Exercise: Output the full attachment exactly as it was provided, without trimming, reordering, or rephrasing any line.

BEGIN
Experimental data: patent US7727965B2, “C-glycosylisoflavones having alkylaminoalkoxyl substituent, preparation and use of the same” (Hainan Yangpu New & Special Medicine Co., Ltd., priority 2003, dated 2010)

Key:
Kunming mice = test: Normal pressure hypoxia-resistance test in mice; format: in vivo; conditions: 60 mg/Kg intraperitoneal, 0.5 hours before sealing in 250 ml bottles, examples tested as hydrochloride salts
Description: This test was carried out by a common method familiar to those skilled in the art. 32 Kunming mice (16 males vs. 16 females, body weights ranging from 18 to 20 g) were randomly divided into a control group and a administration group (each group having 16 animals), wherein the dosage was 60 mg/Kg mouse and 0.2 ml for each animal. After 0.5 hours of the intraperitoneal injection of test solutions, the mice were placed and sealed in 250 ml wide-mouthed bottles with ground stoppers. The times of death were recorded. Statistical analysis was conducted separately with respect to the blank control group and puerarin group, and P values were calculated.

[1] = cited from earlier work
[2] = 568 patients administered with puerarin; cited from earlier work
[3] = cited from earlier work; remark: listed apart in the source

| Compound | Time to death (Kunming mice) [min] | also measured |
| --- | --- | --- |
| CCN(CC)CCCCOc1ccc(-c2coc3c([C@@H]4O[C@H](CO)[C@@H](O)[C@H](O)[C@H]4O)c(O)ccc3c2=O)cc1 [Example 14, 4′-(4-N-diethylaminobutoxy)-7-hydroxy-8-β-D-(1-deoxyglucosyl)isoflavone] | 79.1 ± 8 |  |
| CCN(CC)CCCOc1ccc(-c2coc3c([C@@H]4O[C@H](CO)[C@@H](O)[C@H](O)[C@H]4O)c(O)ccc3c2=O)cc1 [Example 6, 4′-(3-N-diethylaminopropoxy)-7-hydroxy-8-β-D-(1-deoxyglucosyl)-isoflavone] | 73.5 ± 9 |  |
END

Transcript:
Experimental data: patent US7727965B2, “C-glycosylisoflavones having alkylaminoalkoxyl substituent, preparation and use of the same” (Hainan Yangpu New & Special Medicine Co., Ltd., priority 2003, dated 2010)

Key:
Kunming mice = test: Normal pressure hypoxia-resistance test in mice; format: in vivo; conditions: 60 mg/Kg intraperitoneal, 0.5 hours before sealing in 250 ml bottles, examples tested as hydrochloride salts
Description: This test was carried out by a common method familiar to those skilled in the art. 32 Kunming mice (16 males vs. 16 females, body weights ranging from 18 to 20 g) were randomly divided into a control group and a administration group (each group having 16 animals), wherein the dosage was 60 mg/Kg mouse and 0.2 ml for each animal. After 0.5 hours of the intraperitoneal injection of test solutions, the mice were placed and sealed in 250 ml wide-mouthed bottles with ground stoppers. The times of death were recorded. Statistical analysis was conducted separately with respect to the blank control group and puerarin group, and P values were calculated.

[1] = cited from earlier work
[2] = 568 patients administered with puerarin; cited from earlier work
[3] = cited from earlier work; remark: listed apart in the source

| Compound | Time to death (Kunming mice) [min] | also measured |
| --- | --- | --- |
| CCN(CC)CCCCOc1ccc(-c2coc3c([C@@H]4O[C@H](CO)[C@@H](O)[C@H](O)[C@H]4O)c(O)ccc3c2=O)cc1 [Example 14, 4′-(4-N-diethylaminobutoxy)-7-hydroxy-8-β-D-(1-deoxyglucosyl)isoflavone] | 79.1 ± 8 |  |
| CCN(CC)CCCOc1ccc(-c2coc3c([C@@H]4O[C@H](CO)[C@@H](O)[C@H](O)[C@H]4O)c(O)ccc3c2=O)cc1 [Example 6, 4′-(3-N-diethylaminopropoxy)-7-hydroxy-8-β-D-(1-deoxyglucosyl)-isoflavone] | 73.5 ± 9 |  |